When She Speaks I Hear the Revolution is dedicated to encouraging everyone to find their own voice, and to highlight the voices that need to be heard.

Want to be part of When She Speaks I Hear the Revolution as a reviewed or featured artist/open mic participant? Speak up! Email

For more information:
Facebook (Group):
Facebook (Blog Page):
Twitter: @rebelgrrrl


For those of you who have been longtime followers of the blog, you’ve probably noticed (how could you not?) the scarcity of frequent/consistent posts. It’s been a rough couple years, as I’ve emphasized in many other entries. This isn’t meant to be an excuse. I could have posted and didn’t. But sometimes it takes a rough patch and falling off the wagon to make you remember exactly what you’re missing out on. With the renewed mission statement and with the renewed sense of dedication to this path, I intend to bring back the original purpose of this blog: Highlighting bands with kickass women musicians who you may or may not have heard of and letting you have a front stage pass to why women in rock/pop MATTER so much in the music industry.

I’m excited to be back. The time is now.

Record Store Day Weekend!

Music. In theory it’s an art form. It’s a form that works to impact a listener—through the sound, the instrumentation, the changes in tonality. Then there are the lyrics. And the lyrics as they are set to music. How does it all relate? How do these words and these tones work to create a bigger picture?

These days I’d argue music is becoming more and more of a commodity. It’s easily accessible through routes like iTunes. The concept of an album is out of date. It’s all about the singles. Though music is all around us—in advertising, television shows, and in your coffee shops, the community built around music is dying. At least locally.

As we happily spend our money and time online, be it on iTunes or Amazon, a local record store is dying. As someone who has a deep respect for local music and has seen a music community grow and develop into a system of shared resources and support, I believe local record stores DO matter. I’m not just bemoaning the death of another local endeavour.

Record stores have immense potential as a community gathering place for people who have shared interest in music. It provides a local venue for area artists to get their work out. Nowhere in the description of a local coffee shop is there the mandate: You should carry CDs by local artists. No, that job description should be in the hands of the local indie record stores.

And that is why RECORD STORE DAY matters. Though its basic quest is to get people back into the idea of record stores, and bring a little money to the local stores, it’s so much deeper than that. It’s a celebration of music. It’s a celebration of the local music community. It’s a celebration of the music audience that is keeping that record store alive.

Here in Salt Lake we’ve got a few different indie record stores alive and kicking, and they’re all amping up for some pretty awesome events.

A quick preview:

U of U Graywhale (208 S 1300): (yes it’s bigger than most with a few different branches, but it’s still got some local spirit)—local music showcase will start @ 10 AM April 17. Bands include Fictionists, Paterstats, IH86335, Sonic Massacre, Joshua Payne Orchestra, Australia’s Violent SohoJamie’s Elsewhere, Vibrant Sound, NightNight, Guides & Braves.

Oh—and if you’re like me and enjoy buying used CDs: they have a killer buy 2 get one free sale. And they’ve got a lot of used CDs. Just imagine the treasures you can find. I’m stoked. (and for people in Bountiful, Ogden and Orem, check your local Graywhale for different events. If I were in Ogden, I’d totally be gearing up for the ‘Black Tie’ Metal Showcase being thrown with Slug mag.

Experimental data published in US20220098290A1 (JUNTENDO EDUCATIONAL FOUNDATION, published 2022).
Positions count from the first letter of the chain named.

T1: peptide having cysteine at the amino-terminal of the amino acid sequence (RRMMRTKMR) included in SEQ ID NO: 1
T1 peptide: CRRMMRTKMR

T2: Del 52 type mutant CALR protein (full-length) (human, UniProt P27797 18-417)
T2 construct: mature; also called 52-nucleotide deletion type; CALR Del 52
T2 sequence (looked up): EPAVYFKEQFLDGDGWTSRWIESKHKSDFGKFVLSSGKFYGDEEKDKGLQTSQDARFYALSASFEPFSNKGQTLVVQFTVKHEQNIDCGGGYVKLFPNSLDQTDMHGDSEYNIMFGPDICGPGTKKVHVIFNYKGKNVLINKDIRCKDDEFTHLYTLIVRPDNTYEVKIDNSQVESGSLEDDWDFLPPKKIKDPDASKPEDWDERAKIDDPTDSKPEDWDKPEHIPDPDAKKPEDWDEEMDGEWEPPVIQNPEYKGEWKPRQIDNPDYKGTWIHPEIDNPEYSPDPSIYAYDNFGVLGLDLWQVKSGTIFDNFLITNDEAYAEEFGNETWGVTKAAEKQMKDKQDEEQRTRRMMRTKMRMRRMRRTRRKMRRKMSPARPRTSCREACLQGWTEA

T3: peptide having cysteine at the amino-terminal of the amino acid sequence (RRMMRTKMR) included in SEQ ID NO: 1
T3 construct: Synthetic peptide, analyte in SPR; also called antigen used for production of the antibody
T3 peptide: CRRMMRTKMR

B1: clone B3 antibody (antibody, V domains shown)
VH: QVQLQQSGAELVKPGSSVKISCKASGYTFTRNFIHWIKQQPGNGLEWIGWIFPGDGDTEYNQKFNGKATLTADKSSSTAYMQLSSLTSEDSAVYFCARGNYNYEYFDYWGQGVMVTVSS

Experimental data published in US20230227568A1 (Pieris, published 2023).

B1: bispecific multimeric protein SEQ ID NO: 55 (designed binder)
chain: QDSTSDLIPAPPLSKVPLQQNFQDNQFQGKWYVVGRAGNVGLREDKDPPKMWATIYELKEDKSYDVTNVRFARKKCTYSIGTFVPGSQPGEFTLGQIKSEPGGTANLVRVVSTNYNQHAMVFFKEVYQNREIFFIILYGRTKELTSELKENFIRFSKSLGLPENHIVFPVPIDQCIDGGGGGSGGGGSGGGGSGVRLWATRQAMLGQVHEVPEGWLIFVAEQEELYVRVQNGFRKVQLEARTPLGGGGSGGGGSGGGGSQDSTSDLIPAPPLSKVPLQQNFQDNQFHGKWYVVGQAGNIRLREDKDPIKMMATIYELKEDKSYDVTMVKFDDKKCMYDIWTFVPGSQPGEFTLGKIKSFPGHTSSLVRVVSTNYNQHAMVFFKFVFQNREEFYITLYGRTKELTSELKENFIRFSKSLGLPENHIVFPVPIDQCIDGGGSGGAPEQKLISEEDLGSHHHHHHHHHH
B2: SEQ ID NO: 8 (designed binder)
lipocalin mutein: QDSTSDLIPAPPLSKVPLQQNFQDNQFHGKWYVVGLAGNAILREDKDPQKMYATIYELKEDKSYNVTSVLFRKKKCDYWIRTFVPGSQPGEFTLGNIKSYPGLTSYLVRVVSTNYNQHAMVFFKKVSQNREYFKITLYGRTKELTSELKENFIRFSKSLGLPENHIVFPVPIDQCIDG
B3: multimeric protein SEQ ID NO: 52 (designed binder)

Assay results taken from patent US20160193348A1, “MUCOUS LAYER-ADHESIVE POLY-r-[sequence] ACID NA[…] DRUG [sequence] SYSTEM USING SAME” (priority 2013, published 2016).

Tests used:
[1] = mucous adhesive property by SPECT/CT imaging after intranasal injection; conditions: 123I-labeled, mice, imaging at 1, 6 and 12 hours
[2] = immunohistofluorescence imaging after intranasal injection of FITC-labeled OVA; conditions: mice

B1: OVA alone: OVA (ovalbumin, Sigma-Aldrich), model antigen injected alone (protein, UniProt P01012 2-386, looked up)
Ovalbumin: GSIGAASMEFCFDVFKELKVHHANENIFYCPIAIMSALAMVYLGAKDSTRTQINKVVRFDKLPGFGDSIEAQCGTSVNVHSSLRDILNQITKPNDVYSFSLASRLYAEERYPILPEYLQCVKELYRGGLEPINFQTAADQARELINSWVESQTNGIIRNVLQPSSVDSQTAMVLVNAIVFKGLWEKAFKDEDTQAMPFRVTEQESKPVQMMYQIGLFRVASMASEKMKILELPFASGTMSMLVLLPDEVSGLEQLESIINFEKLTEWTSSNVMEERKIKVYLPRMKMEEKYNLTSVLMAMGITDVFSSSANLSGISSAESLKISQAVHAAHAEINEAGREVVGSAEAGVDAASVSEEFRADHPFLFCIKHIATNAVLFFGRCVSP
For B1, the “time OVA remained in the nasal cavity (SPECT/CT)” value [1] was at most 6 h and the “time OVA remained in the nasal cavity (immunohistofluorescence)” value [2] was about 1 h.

For a complete listing of Graywhale events go here (yay comprehensive lists!) or visit Graywhale’s official site.

Slowtrain records (221 E Broadway) is planning on making this into a fullscale weekend event, with musical acts of all varieties and some quality lounge time in the basement.

Starting at 12 PM Saturday, local music will take over Slowtrain, both inside and out. On the outdoor stage will be The Continentals (12-1), The Futurists (1:30-2:30), Desert Noises (3-4), The Naked Eyes (4:30-5:30), and The Devil Whale (6-7). Inside, in the newly opened Subterranean Lounge Stage will be Andrew Shaw (1-1:30), Isaac Russel (2:30-3), Glade Sowards (4-4:30), David Williams (5:30-6), Wren Kennedy (7-7:30) and Brian Oakley (7:30-8).

I would suggest not missing the Devil Whale. I saw them last year and thoroughly enjoyed their set. Plus, and this is the really exciting part, the Devil Whale will be releasing an album through the newly started Slowtrain Records label. Interested in the label? Interested in obtaining the Devil Whale’s album? Mark your calendars for July 18, a pre-release party at the Subterranean Lounge. A good time will definitely be had by all.

And—believe it or not—this is not all that Slowtrain will be offering. In addition to more local music than you’ll know what to do with, they’ll have crazy storewide sales and a temporary liquor license. Just for Record Store Day weekend! For more information on the Subterranean Lounge and the type of alcohol they’ll have, visit this page. It’ll give you all the info you could possibly need. And in case Saturday isn’t enough for you (they’ll also be open on Friday, FYI, and the lounge will be open for Gallery Stroll. Who needs art when you can have local beer? And music? Really.), they’ll also have a special brunch on Sunday. PLUS a storewide 20% off sale (not including local items/items already on sale).

Basically, if you don’t stop in at Slowtrain sometime this weekend, you’re crazy.

Just do it.

For more info on the Record Store sales (of which there will be many) check here.

And while you’re on a local Record Store Day high, don’t forget to stop by Positively 4th Street Records. The last update to their facebook page suggests live performances by The Daniel Day Trio (5pm) and the Crate Dwellers (7pm). In addition DJs Chase 1Two & Street Jesus will be spinning throughout the day. They do have a new location, so if you were used to visiting them in their location across from the Salt Lake City Library—don’t go there. Their new address is 370 S State St. If I have any more updates from Positively 4th Street, I’ll definitely include it here.